Nov. 15, 2013
Medicaid is a program that is funded by both the federal government and the states, and the details of how the program is implemented vary on a state-by-state basis. It should be noted that in California the program is called "Medi-Cal."
Theoretically Medi-Cal is intended to provide people with financial need who are not insured access to health care. It comes into play in the field of elder law as a way to pay for long-term care because Medicare does not pay for assisted living expenses.
It is possible to qualify for Medi-Cal without truly being financially indigent in spite of the $2000 upper resource limit. A lot of your property does not count towards this figure, including some valuable personal possessions, your motor vehicle, and your home.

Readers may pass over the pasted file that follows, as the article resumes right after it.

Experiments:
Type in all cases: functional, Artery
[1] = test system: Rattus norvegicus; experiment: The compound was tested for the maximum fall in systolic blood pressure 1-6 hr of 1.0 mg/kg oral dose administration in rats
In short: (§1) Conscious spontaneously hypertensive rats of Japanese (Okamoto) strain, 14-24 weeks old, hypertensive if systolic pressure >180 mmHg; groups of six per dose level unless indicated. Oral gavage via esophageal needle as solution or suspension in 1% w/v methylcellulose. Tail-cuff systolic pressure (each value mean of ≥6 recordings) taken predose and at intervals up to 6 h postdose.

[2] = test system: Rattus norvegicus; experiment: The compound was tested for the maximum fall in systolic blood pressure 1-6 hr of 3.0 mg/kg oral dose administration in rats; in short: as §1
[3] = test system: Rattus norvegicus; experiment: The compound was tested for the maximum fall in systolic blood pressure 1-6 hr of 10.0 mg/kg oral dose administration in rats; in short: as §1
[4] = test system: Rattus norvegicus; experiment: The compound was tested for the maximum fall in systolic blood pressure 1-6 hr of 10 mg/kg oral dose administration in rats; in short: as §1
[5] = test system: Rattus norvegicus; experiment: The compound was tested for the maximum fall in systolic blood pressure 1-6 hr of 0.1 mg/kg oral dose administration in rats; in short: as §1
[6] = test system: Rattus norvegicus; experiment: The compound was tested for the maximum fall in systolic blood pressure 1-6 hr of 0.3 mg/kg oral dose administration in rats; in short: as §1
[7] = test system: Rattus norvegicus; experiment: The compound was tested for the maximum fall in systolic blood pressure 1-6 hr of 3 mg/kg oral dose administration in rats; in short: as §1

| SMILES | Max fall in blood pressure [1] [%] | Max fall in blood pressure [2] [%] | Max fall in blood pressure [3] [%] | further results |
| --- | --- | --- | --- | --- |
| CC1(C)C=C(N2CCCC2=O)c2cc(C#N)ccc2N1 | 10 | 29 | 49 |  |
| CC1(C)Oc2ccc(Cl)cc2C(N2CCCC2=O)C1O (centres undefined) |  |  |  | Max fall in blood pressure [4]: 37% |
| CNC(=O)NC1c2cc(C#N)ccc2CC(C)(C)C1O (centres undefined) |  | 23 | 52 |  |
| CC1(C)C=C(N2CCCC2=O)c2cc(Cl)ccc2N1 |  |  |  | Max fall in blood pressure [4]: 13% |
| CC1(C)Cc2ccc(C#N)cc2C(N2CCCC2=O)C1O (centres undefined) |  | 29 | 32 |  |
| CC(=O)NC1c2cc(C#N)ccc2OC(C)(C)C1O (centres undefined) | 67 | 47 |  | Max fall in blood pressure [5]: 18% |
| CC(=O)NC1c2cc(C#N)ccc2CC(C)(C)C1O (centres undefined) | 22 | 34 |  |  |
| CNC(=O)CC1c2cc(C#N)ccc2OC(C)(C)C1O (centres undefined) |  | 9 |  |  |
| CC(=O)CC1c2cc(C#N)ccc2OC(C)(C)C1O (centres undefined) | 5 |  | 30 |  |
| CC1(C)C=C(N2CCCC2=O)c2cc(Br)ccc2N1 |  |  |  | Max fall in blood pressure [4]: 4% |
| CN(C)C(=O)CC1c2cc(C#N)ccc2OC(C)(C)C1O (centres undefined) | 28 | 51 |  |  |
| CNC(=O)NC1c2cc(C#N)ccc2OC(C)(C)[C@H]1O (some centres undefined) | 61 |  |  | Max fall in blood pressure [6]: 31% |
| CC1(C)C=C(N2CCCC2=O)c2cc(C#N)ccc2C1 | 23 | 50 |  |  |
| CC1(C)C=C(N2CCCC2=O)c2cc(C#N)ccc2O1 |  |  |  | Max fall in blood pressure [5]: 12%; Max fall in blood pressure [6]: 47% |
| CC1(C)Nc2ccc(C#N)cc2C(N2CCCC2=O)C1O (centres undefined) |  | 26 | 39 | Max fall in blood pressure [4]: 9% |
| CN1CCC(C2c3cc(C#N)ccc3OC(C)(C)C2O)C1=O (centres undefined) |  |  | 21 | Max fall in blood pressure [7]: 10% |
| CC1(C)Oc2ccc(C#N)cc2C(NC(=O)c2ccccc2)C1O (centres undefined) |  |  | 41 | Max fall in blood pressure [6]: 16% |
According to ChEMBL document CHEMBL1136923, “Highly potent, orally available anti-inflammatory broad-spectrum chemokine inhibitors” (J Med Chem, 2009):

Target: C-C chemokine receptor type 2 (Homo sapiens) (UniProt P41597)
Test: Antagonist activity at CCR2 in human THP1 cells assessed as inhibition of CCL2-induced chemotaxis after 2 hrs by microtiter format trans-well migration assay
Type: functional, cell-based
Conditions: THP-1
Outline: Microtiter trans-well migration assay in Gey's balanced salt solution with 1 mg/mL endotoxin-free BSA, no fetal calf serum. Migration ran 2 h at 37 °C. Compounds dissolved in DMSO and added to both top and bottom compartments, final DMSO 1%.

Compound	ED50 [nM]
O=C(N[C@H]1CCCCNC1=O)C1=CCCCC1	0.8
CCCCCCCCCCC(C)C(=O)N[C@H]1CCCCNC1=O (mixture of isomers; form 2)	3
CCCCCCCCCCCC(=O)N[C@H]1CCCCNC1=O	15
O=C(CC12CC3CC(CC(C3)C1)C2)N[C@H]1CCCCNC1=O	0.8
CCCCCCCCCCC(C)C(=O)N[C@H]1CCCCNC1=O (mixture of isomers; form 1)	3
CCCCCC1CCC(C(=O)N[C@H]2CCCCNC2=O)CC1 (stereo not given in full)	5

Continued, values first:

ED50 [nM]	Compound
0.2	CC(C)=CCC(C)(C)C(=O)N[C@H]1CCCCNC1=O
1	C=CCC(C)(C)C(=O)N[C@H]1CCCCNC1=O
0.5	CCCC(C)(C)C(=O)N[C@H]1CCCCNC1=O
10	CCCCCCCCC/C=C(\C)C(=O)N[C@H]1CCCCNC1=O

Plus, if you are married and you need to enter into a long-term care facility but your spouse does not he or she may keep his or her half of community assets up to a certain limit. This limit is subject to change on an annual basis, but right now it is $113,640.
There is what they call a five-year or 30-month "look back" period to take into consideration when you are angling toward Medi-Cal eligibility. Some people will "spend down" in an effort to qualify for Medi-Cal, but when you do this within five years of applying you could be subject to a penalty that delays your eligibility.
Medi-Cal can be a big help, but you have to plan ahead in advance in an effort to obtain eligibility in an informed and intelligent manner. The best way of doing this is with the assistance of a licensed and experienced San Bernardino elder law attorney.